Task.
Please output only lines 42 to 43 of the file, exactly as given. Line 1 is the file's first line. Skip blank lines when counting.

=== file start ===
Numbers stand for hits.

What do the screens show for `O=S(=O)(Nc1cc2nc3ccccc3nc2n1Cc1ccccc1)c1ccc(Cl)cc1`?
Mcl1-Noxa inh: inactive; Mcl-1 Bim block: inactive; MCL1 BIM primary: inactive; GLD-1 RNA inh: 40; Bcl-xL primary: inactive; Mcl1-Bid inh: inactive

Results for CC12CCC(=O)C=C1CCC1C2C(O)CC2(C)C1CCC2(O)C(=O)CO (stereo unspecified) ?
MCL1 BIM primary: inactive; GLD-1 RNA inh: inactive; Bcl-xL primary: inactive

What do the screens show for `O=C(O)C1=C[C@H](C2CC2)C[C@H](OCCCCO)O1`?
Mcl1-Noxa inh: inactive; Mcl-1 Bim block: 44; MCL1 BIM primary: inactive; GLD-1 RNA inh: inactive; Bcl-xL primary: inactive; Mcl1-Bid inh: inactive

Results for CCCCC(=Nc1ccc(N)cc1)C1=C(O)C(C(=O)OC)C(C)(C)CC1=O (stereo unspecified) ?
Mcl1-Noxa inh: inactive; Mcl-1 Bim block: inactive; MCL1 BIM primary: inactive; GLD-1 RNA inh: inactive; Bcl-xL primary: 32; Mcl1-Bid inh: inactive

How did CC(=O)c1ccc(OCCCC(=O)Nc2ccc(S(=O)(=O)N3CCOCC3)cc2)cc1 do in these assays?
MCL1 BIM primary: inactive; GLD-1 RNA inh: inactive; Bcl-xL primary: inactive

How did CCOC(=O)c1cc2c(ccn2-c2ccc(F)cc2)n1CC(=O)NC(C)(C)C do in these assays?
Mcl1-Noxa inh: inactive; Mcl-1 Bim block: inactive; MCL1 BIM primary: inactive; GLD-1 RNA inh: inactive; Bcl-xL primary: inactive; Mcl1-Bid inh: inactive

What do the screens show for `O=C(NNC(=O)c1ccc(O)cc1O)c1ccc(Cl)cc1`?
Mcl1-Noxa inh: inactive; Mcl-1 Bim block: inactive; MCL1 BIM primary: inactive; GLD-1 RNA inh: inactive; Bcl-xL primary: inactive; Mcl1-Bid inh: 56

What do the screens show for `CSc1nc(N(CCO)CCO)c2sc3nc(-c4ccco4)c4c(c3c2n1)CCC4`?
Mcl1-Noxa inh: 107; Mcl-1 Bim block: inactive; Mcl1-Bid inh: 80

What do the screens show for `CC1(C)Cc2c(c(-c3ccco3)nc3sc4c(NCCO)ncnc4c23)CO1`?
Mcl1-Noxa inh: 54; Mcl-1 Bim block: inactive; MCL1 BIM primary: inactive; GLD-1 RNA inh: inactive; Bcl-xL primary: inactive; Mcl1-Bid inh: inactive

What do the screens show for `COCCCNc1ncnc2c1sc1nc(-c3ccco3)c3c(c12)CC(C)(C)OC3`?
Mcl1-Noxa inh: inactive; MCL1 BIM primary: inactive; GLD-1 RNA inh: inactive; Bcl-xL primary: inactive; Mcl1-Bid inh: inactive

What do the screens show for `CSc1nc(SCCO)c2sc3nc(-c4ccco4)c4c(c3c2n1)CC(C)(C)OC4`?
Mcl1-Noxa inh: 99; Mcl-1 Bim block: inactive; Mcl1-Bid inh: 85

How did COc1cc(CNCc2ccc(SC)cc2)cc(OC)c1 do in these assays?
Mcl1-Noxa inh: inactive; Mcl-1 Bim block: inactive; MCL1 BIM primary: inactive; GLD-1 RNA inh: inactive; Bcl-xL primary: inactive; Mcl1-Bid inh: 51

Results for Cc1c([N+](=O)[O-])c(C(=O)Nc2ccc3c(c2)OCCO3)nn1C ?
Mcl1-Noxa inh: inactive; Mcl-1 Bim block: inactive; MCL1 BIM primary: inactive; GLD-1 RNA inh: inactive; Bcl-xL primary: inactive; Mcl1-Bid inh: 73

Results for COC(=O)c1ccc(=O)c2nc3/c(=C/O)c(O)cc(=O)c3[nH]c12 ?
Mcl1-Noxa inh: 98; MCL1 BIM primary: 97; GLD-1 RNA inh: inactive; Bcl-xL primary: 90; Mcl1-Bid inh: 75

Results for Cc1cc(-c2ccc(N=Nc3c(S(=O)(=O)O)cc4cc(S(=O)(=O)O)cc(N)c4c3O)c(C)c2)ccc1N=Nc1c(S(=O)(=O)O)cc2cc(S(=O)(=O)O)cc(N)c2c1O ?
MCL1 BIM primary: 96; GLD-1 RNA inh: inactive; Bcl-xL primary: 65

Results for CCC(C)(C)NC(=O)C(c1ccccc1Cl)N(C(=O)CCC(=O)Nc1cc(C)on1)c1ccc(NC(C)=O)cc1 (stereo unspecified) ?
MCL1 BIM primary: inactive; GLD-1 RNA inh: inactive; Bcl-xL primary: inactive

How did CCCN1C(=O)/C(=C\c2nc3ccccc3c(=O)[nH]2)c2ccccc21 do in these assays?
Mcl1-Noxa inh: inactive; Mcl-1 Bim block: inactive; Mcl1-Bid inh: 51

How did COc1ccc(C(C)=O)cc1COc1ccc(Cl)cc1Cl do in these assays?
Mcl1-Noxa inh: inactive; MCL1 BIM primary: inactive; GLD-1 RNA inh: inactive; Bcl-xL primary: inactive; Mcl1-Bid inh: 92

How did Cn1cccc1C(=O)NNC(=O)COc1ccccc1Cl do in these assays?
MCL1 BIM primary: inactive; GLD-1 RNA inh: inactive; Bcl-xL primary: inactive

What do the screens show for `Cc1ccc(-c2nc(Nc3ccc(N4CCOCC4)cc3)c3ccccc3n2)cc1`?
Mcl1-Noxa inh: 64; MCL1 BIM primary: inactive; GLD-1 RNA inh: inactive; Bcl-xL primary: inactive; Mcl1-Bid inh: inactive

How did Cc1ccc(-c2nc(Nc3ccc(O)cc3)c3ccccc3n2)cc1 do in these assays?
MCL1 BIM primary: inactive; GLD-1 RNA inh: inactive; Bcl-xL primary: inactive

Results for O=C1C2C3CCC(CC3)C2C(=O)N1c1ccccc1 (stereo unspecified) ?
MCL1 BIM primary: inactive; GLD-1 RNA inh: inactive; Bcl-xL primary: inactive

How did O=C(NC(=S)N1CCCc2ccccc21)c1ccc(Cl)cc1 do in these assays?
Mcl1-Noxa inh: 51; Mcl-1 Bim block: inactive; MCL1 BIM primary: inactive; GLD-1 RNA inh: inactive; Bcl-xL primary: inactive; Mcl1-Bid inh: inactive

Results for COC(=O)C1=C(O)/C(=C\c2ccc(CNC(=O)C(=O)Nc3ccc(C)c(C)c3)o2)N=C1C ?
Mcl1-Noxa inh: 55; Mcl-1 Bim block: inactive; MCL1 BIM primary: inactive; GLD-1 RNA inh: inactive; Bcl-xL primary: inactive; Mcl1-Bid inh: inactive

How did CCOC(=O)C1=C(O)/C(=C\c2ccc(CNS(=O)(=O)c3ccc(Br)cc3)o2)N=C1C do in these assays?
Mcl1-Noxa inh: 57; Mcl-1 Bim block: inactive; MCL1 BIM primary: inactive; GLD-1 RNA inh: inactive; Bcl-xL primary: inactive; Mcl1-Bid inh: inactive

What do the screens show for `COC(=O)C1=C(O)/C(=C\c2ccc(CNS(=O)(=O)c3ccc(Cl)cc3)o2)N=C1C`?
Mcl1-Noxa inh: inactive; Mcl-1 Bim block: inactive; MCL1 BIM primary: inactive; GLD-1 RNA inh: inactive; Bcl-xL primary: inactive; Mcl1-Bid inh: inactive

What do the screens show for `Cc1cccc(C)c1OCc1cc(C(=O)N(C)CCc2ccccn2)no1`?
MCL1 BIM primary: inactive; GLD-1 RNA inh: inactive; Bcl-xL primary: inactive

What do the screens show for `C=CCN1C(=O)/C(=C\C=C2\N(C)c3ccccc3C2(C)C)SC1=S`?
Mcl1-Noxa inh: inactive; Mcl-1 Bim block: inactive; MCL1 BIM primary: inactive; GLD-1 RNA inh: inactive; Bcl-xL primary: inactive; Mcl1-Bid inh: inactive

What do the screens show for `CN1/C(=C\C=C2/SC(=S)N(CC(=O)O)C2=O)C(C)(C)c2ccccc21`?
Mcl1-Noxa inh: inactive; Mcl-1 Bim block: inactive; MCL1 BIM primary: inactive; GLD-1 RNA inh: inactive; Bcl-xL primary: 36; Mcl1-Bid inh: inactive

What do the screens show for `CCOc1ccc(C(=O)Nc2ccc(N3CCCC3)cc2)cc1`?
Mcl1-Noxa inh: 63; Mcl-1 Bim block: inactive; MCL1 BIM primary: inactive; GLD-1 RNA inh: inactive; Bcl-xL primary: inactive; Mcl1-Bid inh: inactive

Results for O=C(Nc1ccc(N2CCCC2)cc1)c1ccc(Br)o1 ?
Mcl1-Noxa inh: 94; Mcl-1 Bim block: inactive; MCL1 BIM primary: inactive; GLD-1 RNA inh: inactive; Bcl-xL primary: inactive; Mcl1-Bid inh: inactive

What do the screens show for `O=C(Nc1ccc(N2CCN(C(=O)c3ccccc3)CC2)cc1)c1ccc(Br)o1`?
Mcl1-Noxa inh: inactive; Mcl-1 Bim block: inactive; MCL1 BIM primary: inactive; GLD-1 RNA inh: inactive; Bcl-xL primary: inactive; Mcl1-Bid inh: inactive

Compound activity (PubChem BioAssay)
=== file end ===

How did Cc1ccc(-c2nc(Nc3ccc(O)cc3)c3ccccc3n2)cc1 do in these assays?
MCL1 BIM primary: inactive; GLD-1 RNA inh: inactive; Bcl-xL primary: inactive